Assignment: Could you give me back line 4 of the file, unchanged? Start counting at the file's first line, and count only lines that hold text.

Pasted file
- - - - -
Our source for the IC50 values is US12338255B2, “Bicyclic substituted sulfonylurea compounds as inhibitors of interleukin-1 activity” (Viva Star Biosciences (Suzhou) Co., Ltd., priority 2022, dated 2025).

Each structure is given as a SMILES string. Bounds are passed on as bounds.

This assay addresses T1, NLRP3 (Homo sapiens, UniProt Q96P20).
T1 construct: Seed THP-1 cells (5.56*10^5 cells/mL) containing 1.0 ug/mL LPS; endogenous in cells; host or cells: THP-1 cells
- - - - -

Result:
T1 construct: Seed THP-1 cells (5.56*10^5 cells/mL) containing 1.0 ug/mL LPS; endogenous in cells; host or cells: THP-1 cells